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Power, Information Technology, and International Relations Theory


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Table of Contents

1. Introduction 2. Power to the People: Looking for Agency in IR Treatments of ICTs 3. Towards A Historical Materialist Theory of Technological Power 4. U.S. Foreign Relations and the Institutional Power of the Internet 5. Pursuing Technological Closure: Symbolic Politics, Legitimacy and Internet Filtering 6. The Narration of Innovation in American Internet Policy 7. Conclusion

About the Author

Daniel R. McCarthy is Lecturer in International Relations at the University of Melbourne, Australia. He has previously taught at Aberystwyth University, the University of Sussex, and the London School of Economics.


"A brilliant exercise in the crossroads of international relations and science and technology studies. McCarthy deftly analyses the Internet's rhetoric of structure as a product and instrument of US foreign policy. Cooly interdisciplinary, McCarthy's study is socially relevant and intellectually rigorous." - Professor Monroe Price, Annenberg School, University of Pennsylvania, USA

"Who controls the global communications infrastructure controls the conduct of international relations. This welcome volume shows how central this control is to US foreign policy and why rival states and activists are so keen to contest it. Technology and power were at the heart of early International Relations theory. McCarthy brings them back." - Professor Ben O'Loughlin, author of Strategic Narratives: Communication Power and the New World Order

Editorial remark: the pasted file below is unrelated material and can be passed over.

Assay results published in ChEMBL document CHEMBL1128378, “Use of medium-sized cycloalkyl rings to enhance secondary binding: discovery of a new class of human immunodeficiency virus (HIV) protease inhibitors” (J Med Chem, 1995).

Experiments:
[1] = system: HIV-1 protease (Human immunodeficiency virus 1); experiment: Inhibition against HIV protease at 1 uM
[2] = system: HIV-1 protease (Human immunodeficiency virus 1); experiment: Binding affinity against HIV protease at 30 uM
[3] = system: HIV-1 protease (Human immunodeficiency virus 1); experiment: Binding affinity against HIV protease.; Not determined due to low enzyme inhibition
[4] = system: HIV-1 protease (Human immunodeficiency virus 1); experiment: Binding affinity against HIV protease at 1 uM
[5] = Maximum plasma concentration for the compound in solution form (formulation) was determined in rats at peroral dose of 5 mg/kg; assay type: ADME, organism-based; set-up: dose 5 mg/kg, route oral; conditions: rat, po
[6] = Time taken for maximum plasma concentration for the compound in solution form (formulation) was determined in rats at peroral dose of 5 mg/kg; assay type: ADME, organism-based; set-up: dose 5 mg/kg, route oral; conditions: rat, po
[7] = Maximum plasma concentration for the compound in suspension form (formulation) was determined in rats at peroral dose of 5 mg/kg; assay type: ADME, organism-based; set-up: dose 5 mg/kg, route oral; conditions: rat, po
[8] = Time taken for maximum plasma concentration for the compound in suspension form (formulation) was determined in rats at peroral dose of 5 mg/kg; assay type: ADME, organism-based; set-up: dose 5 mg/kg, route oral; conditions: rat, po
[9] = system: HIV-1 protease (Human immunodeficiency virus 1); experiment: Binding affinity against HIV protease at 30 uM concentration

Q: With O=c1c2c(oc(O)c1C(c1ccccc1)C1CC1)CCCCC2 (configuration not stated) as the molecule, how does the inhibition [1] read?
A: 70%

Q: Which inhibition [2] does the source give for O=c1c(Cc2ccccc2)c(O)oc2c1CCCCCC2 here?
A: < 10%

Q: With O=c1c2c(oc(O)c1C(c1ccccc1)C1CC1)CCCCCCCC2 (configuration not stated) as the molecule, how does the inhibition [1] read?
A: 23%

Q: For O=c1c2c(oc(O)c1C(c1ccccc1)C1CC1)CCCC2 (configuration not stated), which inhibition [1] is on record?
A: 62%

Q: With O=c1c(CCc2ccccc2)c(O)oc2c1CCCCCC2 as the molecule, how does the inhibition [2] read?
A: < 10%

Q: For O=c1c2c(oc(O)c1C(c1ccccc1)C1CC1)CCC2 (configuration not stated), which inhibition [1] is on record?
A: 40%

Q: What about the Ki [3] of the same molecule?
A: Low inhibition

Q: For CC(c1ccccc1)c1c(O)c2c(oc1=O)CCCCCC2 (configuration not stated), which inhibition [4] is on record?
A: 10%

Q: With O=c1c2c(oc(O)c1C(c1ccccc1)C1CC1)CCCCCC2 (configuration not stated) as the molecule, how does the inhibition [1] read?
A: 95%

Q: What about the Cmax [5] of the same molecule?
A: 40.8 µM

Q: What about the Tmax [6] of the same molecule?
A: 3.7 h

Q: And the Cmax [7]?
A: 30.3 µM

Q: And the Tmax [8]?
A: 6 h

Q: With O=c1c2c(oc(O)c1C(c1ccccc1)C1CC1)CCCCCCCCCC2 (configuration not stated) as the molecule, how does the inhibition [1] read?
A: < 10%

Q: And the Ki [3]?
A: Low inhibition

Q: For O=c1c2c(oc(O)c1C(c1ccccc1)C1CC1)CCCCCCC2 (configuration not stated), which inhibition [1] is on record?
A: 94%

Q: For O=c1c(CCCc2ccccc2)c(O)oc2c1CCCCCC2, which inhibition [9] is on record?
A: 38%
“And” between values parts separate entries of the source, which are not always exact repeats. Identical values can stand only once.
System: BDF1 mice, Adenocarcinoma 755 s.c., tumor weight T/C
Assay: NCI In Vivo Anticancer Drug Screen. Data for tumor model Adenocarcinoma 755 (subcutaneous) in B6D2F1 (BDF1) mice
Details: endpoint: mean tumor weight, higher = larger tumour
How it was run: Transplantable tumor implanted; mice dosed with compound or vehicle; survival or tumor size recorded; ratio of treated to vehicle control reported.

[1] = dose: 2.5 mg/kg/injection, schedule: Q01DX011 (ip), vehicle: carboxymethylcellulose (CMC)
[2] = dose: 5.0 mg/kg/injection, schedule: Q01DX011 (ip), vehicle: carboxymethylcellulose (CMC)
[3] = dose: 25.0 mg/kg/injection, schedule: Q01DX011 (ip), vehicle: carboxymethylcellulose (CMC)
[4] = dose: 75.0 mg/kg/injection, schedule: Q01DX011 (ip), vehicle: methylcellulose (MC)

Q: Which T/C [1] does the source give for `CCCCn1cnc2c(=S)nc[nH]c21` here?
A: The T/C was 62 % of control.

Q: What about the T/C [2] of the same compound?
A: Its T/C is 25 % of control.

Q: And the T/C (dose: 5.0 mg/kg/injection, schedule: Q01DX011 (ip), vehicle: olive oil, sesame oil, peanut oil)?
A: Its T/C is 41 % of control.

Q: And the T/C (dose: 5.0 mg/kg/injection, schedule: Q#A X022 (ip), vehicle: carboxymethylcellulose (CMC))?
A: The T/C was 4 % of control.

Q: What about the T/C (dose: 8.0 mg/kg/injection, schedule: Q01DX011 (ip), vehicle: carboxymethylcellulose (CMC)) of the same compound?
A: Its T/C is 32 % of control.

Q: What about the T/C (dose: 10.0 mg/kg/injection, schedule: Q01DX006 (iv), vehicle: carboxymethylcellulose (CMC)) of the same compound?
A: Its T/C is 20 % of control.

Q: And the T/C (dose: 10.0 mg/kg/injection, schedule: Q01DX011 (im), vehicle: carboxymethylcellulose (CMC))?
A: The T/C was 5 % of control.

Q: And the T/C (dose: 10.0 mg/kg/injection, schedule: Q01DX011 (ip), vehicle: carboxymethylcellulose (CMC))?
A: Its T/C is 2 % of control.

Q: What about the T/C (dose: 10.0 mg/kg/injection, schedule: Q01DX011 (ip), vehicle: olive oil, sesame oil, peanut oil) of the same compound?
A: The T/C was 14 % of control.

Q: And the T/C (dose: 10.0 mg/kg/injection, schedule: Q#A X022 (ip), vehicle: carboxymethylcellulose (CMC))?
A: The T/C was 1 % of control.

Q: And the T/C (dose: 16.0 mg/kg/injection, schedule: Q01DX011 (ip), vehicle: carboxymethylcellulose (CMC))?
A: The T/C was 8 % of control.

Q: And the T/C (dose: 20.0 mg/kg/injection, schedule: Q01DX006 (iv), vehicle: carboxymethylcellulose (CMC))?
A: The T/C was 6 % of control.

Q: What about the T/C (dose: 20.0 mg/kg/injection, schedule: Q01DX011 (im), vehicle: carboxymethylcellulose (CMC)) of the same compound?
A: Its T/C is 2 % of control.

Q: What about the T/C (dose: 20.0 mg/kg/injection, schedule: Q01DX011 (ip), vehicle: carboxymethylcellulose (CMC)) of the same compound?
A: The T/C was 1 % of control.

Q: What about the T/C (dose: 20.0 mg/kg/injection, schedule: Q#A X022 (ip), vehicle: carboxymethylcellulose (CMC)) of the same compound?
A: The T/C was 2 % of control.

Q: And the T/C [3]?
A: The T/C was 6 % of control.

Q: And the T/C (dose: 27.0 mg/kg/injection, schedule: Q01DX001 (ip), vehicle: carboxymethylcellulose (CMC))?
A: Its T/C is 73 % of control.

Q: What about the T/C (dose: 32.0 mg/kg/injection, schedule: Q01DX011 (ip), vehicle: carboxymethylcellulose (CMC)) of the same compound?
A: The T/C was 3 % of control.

"Daniel R. McCarthy's book constitutes a timely and refreshing step forward as it illuminates our understanding of how digital communications technologies, foreign policy, and structural power are inter-related. For him, the ways in which most US officials and IR theorists have conceptualized the Internet and related developments reflect a dubious sense of historical inevitability and a kind of technological rationality. Through his critique McCarthy highlights the unequal capacities of those involved in the Internet's construction alongside its entrenchment as a form of institutional power. In sum, this important book should be read by IR theorists, foreign policy analysts, and anyone else concerned about the often ignored ideological and structural implications of the Internet and still broader policy questions concerning this technology-cum-institution." - Professor Edward A. Comor, University of Western Ontario, Canada

"Daniel McCarthy has written an intellectually provocative and empirically rich account of the role of technology in International Relations, with a specific focus on the role of American structural power. Timely, clearly written, and widely engaging, McCarthy puts forward a sophisticated theoretical treatment, which prompts us to think of technology as 'institutions' and as products of social power rather than instrumentalist artefacts or deterministic forces beyond human control. Students of Internet politics would find in this book a rewarding historical and theoretical framework to help illuminate the ongoing debates about surveillance, privacy, and the future of global networks." - Ronald J. Deibert, Professor of Political Science and Director, the Citizen Lab, Munk School of Global Affairs, University of Toronto

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